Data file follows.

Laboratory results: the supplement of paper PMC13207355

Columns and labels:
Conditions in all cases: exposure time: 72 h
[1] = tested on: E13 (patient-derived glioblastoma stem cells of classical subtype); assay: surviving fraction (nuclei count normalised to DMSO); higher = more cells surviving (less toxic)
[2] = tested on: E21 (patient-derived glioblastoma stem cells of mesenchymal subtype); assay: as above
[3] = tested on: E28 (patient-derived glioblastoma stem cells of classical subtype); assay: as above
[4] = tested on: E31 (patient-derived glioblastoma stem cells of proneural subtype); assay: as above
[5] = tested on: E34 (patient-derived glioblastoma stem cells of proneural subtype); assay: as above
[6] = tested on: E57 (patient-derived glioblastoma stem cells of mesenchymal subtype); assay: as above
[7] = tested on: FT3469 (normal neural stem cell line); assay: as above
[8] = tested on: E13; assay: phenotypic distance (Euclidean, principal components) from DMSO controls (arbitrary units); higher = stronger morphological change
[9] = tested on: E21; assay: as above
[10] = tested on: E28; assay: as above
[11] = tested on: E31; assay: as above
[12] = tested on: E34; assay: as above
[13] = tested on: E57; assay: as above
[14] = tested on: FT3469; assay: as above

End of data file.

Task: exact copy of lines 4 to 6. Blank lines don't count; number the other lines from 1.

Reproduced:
[1] = tested on: E13 (patient-derived glioblastoma stem cells of classical subtype); assay: surviving fraction (nuclei count normalised to DMSO); higher = more cells surviving (less toxic)
[2] = tested on: E21 (patient-derived glioblastoma stem cells of mesenchymal subtype); assay: as above
[3] = tested on: E28 (patient-derived glioblastoma stem cells of classical subtype); assay: as above